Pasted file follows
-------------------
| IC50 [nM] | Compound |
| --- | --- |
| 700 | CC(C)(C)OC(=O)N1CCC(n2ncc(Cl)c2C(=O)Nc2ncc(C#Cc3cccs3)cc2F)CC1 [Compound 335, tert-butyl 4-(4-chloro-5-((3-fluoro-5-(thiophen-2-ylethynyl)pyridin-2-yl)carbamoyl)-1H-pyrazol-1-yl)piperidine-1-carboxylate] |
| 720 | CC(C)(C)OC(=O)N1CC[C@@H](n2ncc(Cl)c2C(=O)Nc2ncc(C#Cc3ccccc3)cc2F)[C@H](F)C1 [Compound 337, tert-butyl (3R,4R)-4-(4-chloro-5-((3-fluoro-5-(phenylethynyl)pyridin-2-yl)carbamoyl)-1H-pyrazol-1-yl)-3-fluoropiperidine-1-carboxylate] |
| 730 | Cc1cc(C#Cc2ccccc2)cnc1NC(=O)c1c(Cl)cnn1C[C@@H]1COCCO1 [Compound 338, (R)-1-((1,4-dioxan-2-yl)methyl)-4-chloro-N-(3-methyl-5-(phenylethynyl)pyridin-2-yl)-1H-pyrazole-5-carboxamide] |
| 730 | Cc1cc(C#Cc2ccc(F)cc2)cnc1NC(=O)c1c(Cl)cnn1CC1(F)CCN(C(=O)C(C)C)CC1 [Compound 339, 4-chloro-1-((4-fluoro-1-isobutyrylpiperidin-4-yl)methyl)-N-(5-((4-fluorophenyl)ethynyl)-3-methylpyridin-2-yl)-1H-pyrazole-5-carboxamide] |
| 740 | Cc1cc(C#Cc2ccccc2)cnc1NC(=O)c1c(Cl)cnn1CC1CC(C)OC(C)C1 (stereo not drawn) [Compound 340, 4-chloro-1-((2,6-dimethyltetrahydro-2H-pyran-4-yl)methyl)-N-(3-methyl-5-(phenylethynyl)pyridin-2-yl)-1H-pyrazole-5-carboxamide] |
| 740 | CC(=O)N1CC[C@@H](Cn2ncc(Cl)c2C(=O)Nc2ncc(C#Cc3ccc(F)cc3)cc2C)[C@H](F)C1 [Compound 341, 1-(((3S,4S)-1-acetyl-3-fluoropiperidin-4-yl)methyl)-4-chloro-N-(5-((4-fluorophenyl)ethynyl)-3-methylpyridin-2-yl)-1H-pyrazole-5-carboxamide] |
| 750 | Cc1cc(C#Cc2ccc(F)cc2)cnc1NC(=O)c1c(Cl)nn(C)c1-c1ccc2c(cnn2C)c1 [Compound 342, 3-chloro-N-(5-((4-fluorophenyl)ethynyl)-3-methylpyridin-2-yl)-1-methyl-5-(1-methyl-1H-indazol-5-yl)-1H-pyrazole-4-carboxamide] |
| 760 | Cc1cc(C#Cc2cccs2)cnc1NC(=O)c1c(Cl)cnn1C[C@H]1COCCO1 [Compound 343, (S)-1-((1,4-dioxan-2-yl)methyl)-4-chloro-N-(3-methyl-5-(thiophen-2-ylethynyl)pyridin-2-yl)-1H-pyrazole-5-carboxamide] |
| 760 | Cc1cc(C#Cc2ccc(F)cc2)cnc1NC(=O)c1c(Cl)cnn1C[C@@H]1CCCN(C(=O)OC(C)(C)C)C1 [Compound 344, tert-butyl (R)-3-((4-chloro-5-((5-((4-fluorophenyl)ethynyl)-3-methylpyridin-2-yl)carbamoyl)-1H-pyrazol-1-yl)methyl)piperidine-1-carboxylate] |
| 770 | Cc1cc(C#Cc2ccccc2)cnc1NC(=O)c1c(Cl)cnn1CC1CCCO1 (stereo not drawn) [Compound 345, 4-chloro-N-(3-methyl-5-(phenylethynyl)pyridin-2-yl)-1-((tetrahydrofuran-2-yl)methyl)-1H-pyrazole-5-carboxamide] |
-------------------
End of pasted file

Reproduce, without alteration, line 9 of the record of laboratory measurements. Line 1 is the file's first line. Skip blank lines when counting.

| 750 | Cc1cc(C#Cc2ccc(F)cc2)cnc1NC(=O)c1c(Cl)nn(C)c1-c1ccc2c(cnn2C)c1 [Compound 342, 3-chloro-N-(5-((4-fluorophenyl)ethynyl)-3-methylpyridin-2-yl)-1-methyl-5-(1-methyl-1H-indazol-5-yl)-1H-pyrazole-4-carboxamide] |